Exporters from TPP member countries will get preferential access in the US market vis-a-vis exporters from non-TPP member countries, i.e., India, writes Gaurav Agarwal.
The Trans-Pacific Partnership (TPP) agreement is a proposed regional free trade agreement (FTA) currently under negotiation among 11 Pacific Rim countries. The negotiating partners are the United States, Australia, Brunei, Chile, Malaysia, New Zealand, Peru, Singapore, Vietnam, Canada and Mexico.
For the first time, a once-protectionist Japan is also planning to join the US in a region of free trade and investment. The unstated but clear Japanese signal is that China must be checked. For this, it is willing to consider dismantling its traditional trade and investment barriers.
Another big FTA under negotiation is the Transatlantic Trade and Investment Partnership (TTIP), covering the US and the European Union. Historically, Europe has felt threatened by US multinationals, technology, and farm produce. Europe is now ready to consider a grand bargain with the US, mutually opening up investment, trade and services.
Earlier, the three economic giants-the US, Europe and Japan-saw one another as global rivals. Each sought to conclude FTAs with neighbours and selected developing countries, creating trade blocks within which each had tariff advantages. Now, for the first time, the three big players are seeking FTAs with one another.
Though, US, EU and Japan will deny animatedly that either the TPP or TTIP is intended against China, they will claim to be merely carrying forward the logic of globalisation and global integration. But the strategic anti-China aim is clear.
Textiles and the TPP negotiations
Textiles are a major issue in the ongoing TPP negotiations to establish a free-trade zone across the Pacific. Because the negotiating parties include Vietnam, a major apparel producer that now mainly sources yarns and fabrics from China and other Asian nations, the agreement has the potential to shift global trading patterns for textiles.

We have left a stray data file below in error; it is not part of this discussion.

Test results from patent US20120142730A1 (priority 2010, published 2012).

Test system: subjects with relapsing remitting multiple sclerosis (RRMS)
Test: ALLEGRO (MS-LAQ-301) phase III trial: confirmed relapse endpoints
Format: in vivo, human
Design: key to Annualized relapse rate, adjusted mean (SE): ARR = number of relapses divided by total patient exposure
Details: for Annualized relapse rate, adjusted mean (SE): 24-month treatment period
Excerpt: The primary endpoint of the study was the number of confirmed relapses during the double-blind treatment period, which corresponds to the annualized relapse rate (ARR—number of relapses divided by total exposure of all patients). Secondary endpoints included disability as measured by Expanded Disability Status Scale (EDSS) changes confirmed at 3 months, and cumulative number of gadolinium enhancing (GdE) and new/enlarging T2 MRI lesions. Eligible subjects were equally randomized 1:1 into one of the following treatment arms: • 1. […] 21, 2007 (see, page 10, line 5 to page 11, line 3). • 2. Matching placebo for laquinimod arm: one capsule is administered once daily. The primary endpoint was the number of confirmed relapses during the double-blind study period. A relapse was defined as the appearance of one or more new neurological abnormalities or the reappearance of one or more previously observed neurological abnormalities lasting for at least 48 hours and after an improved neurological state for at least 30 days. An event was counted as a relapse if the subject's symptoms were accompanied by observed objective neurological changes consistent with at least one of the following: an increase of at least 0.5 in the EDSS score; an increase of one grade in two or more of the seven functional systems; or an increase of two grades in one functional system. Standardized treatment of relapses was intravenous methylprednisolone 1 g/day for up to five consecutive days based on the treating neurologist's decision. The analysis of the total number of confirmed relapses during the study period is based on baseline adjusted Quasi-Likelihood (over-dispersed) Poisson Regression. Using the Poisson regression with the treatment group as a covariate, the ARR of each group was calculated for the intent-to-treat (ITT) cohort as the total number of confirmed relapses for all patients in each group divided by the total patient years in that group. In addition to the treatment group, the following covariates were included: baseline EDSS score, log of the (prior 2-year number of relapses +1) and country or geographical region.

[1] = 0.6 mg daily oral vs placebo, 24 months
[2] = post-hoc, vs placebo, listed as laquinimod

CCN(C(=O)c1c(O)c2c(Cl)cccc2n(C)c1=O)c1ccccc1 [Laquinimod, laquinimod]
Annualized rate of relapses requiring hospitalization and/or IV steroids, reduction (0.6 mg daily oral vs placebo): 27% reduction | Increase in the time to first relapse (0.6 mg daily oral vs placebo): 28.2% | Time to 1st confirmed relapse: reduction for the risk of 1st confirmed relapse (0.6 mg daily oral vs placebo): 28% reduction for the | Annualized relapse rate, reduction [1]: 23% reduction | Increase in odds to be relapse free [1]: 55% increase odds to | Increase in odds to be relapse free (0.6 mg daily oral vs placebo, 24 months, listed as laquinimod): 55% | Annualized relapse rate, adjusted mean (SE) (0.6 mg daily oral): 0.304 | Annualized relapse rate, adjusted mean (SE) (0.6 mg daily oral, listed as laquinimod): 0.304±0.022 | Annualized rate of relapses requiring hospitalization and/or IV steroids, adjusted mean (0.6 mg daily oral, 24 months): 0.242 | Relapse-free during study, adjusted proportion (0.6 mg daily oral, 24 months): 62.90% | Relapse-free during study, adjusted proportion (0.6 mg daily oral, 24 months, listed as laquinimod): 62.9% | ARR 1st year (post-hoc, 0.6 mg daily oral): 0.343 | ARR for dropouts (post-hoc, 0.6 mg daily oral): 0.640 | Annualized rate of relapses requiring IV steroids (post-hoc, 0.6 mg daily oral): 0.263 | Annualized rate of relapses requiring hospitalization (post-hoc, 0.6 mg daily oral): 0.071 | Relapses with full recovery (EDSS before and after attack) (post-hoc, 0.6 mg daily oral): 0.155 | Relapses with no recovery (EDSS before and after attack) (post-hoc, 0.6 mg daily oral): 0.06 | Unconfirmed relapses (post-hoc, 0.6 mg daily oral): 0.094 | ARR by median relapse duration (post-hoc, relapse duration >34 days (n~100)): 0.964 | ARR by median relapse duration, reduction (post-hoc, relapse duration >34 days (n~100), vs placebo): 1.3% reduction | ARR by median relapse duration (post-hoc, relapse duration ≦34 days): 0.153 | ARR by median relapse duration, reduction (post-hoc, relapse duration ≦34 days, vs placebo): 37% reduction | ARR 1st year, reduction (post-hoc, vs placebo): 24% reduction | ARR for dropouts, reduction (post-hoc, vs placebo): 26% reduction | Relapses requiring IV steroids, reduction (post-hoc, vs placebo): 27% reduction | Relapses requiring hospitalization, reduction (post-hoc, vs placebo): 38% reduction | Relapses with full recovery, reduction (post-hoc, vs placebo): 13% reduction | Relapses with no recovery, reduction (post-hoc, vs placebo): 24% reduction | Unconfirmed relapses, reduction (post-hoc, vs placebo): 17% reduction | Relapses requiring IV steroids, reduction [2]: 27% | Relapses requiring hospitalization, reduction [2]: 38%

Textile and apparel trade is governed by very specific rules. Most of the bilateral and regional FTAs and trade preference programmes negotiated by the United States over the past two decades include extensive provisions governing textiles and apparel.
The key issue is typically rules of origin (ROOs), which specify how much of the content of textile and apparel products must come from the region in order for the products to qualify for duty-free access.
Possible rules of origin generally stipulate how much processing must occur within the region if a product is to obtain trade benefits. The major distinctions are:
- Fibre forward: Fibre must be formed in the FTA member territory. Natural fibres such as wool or cotton must be grown in the territory. Synthetic fibres must be manufactured in the free trade area.
- Yarn forward: Fibres may be produced in any country, but the yarn used to make the textiles or apparel must be formed within the free trade area. This rule is sometimes called "triple transformation," as it requires that spinning of the yarn or thread, weaving or knitting of the fabric, and assembly of the final product all occur within the region.
- Fabric forward: Producers may use fibres and yarns from any country, but fabric must be knitted or woven in FTA member countries.
- Cut and sew: Only the cutting and sewing of the finished article must occur in FTA member countries.
The United States, most often, has applied the "yarn forward" standard for textiles and apparel. Mostly US FTAs also include exceptions allowing limited quantities of fibres, yarns, and fabrics to be sourced from outside the FTA partner countries under certain conditions.
In general, US tariffs increase with eac